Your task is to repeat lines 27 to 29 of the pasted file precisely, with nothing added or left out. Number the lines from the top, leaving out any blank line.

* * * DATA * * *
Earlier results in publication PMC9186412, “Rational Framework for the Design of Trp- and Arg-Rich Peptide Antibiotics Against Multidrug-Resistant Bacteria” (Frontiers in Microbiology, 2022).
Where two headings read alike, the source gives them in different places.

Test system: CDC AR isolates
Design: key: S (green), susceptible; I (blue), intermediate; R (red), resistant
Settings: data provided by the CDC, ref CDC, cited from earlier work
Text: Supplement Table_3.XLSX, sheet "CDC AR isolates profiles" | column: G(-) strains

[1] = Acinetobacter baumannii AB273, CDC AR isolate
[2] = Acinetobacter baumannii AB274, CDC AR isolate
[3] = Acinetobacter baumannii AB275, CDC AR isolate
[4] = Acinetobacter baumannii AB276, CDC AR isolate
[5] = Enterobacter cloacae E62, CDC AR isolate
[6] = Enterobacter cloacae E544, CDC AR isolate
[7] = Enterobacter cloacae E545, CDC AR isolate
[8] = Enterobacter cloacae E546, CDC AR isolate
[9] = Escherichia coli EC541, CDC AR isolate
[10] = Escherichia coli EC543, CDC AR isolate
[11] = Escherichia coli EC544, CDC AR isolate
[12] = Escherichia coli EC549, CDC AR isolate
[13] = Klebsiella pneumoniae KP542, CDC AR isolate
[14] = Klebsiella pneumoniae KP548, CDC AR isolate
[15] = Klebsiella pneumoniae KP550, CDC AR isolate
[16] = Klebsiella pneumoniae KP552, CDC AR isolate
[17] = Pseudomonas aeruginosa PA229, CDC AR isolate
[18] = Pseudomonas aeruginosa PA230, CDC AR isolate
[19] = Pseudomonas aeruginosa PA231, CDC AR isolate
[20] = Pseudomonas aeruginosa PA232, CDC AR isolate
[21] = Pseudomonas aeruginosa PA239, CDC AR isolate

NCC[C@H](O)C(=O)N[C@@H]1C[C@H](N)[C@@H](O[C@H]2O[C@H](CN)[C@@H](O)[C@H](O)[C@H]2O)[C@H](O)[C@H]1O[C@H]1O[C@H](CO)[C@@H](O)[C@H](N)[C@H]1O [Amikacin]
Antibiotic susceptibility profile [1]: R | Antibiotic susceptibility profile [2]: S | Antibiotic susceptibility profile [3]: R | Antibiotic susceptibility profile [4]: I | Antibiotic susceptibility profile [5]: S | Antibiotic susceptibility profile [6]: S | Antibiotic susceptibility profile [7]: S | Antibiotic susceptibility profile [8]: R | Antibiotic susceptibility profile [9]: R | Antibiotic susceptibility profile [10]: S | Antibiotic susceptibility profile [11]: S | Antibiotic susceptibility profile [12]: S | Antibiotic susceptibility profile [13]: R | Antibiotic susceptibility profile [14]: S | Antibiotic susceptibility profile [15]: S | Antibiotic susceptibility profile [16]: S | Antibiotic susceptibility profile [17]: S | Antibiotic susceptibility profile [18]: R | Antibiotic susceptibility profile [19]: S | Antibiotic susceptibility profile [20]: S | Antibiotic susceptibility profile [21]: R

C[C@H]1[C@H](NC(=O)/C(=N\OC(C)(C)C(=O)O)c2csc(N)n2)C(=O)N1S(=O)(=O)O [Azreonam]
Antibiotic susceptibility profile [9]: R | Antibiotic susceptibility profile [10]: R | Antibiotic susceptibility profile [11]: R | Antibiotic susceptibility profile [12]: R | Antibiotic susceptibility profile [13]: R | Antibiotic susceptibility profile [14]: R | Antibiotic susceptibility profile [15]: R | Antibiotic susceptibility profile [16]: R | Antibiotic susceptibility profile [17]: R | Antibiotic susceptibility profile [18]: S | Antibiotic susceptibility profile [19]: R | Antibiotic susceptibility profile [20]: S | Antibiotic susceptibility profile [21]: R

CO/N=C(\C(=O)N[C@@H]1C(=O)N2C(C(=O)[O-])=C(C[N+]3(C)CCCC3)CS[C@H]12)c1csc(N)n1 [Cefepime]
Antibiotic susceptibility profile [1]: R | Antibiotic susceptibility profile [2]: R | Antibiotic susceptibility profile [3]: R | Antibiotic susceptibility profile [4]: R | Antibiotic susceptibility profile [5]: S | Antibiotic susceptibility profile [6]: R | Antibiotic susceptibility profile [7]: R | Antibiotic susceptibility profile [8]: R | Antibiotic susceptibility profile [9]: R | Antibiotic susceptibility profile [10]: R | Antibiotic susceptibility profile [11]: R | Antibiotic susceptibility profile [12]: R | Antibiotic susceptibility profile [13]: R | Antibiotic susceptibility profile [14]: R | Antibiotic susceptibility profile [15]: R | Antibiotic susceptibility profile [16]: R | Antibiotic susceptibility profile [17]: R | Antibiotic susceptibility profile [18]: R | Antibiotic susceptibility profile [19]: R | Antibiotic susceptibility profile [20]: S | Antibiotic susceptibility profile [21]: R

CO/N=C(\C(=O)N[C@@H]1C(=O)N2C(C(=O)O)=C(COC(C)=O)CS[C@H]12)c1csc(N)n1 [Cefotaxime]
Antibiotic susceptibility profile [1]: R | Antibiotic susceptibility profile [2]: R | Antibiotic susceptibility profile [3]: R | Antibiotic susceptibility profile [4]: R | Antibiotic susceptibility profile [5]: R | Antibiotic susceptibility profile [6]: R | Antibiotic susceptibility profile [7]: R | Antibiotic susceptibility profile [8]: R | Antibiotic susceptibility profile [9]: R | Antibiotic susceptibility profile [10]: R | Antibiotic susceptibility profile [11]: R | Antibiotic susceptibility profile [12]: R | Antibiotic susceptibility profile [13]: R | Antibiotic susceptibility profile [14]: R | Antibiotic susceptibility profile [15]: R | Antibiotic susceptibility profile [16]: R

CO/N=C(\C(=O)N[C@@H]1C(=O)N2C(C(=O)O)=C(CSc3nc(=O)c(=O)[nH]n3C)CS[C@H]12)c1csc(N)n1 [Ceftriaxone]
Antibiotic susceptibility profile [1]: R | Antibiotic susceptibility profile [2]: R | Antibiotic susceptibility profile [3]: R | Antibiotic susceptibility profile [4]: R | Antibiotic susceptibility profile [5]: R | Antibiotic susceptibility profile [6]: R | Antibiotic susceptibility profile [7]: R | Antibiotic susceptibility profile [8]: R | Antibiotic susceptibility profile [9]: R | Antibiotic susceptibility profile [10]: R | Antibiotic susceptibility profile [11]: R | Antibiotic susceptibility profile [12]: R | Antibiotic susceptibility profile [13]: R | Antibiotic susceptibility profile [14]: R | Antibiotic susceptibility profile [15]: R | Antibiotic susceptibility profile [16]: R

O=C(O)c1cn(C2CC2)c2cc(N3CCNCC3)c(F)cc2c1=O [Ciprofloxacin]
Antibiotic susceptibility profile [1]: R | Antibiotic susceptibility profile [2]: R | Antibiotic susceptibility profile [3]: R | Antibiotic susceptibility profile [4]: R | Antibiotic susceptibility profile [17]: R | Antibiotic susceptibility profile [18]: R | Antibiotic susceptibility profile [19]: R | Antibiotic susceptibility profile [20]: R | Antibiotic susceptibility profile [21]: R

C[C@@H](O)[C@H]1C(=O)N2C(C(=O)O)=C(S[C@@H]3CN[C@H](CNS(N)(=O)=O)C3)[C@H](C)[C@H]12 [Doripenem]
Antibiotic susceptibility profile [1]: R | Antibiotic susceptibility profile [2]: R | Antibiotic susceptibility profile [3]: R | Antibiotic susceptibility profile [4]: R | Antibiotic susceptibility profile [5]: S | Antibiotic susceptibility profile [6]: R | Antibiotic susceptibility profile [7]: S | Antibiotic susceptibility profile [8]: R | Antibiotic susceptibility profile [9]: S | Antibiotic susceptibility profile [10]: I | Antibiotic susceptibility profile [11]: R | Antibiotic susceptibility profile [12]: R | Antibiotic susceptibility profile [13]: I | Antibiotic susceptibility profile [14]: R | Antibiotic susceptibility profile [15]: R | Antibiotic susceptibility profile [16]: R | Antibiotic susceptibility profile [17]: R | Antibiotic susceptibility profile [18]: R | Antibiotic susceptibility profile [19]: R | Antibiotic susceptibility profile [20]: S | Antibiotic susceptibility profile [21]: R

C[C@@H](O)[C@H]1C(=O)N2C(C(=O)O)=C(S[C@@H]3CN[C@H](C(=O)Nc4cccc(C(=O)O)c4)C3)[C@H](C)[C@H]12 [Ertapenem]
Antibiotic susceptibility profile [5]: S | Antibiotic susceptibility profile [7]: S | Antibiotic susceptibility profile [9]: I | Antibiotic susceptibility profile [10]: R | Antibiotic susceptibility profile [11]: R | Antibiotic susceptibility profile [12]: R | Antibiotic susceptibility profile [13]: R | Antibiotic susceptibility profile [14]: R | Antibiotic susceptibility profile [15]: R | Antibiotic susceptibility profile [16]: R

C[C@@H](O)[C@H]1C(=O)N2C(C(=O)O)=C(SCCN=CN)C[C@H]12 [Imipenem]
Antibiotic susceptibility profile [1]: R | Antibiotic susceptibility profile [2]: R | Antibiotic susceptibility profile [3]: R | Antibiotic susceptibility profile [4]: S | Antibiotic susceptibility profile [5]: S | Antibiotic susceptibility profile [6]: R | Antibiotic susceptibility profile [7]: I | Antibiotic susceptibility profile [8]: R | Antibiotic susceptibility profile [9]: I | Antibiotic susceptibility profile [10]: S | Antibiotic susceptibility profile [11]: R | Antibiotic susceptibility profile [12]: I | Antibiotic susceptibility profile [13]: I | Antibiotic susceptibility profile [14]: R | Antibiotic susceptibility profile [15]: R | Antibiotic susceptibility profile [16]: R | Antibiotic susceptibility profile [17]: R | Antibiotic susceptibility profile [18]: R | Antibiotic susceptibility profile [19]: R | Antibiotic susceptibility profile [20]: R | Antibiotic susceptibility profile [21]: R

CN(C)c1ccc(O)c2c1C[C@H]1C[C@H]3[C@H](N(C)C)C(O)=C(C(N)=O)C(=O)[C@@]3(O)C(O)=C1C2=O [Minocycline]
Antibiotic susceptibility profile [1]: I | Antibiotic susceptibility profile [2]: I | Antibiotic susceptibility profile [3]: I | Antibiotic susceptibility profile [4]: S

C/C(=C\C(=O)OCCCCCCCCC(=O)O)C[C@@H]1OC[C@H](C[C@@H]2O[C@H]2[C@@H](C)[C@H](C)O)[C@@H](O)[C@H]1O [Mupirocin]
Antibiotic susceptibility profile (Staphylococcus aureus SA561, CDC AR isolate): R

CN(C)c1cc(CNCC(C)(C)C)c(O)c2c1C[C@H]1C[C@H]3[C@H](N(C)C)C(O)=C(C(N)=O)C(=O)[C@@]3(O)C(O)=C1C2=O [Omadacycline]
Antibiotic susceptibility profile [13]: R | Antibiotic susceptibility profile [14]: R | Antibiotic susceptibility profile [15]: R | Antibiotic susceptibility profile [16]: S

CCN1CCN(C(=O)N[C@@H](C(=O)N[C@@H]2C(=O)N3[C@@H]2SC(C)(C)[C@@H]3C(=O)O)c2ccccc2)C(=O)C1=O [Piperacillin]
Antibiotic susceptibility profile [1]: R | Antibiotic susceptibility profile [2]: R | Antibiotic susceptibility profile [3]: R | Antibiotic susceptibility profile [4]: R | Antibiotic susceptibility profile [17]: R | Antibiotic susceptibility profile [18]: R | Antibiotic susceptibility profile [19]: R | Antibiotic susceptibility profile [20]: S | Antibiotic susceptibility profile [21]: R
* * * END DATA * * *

[21] = Pseudomonas aeruginosa PA239, CDC AR isolate

NCC[C@H](O)C(=O)N[C@@H]1C[C@H](N)[C@@H](O[C@H]2O[C@H](CN)[C@@H](O)[C@H](O)[C@H]2O)[C@H](O)[C@H]1O[C@H]1O[C@H](CO)[C@@H](O)[C@H](N)[C@H]1O [Amikacin]
Antibiotic susceptibility profile [1]: R | Antibiotic susceptibility profile [2]: S | Antibiotic susceptibility profile [3]: R | Antibiotic susceptibility profile [4]: I | Antibiotic susceptibility profile [5]: S | Antibiotic susceptibility profile [6]: S | Antibiotic susceptibility profile [7]: S | Antibiotic susceptibility profile [8]: R | Antibiotic susceptibility profile [9]: R | Antibiotic susceptibility profile [10]: S | Antibiotic susceptibility profile [11]: S | Antibiotic susceptibility profile [12]: S | Antibiotic susceptibility profile [13]: R | Antibiotic susceptibility profile [14]: S | Antibiotic susceptibility profile [15]: S | Antibiotic susceptibility profile [16]: S | Antibiotic susceptibility profile [17]: S | Antibiotic susceptibility profile [18]: R | Antibiotic susceptibility profile [19]: S | Antibiotic susceptibility profile [20]: S | Antibiotic susceptibility profile [21]: R